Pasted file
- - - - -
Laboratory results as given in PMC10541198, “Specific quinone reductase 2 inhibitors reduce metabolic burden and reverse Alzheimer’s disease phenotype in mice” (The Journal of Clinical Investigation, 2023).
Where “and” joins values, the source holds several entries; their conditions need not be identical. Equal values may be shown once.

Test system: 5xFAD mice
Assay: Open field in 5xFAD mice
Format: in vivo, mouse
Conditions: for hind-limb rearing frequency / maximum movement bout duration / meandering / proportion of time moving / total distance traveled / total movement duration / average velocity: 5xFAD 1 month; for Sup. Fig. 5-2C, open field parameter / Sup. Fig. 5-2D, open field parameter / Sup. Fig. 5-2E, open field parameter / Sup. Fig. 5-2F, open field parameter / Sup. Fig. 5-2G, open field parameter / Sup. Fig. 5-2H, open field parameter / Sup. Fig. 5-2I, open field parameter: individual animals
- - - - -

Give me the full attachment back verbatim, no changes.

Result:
Laboratory results as given in PMC10541198, “Specific quinone reductase 2 inhibitors reduce metabolic burden and reverse Alzheimer’s disease phenotype in mice” (The Journal of Clinical Investigation, 2023).
Where “and” joins values, the source holds several entries; their conditions need not be identical. Equal values may be shown once.

Test system: 5xFAD mice
Assay: Open field in 5xFAD mice
Format: in vivo, mouse
Conditions: for hind-limb rearing frequency / maximum movement bout duration / meandering / proportion of time moving / total distance traveled / total movement duration / average velocity: 5xFAD 1 month; for Sup. Fig. 5-2C, open field parameter / Sup. Fig. 5-2D, open field parameter / Sup. Fig. 5-2E, open field parameter / Sup. Fig. 5-2F, open field parameter / Sup. Fig. 5-2G, open field parameter / Sup. Fig. 5-2H, open field parameter / Sup. Fig. 5-2I, open field parameter: individual animals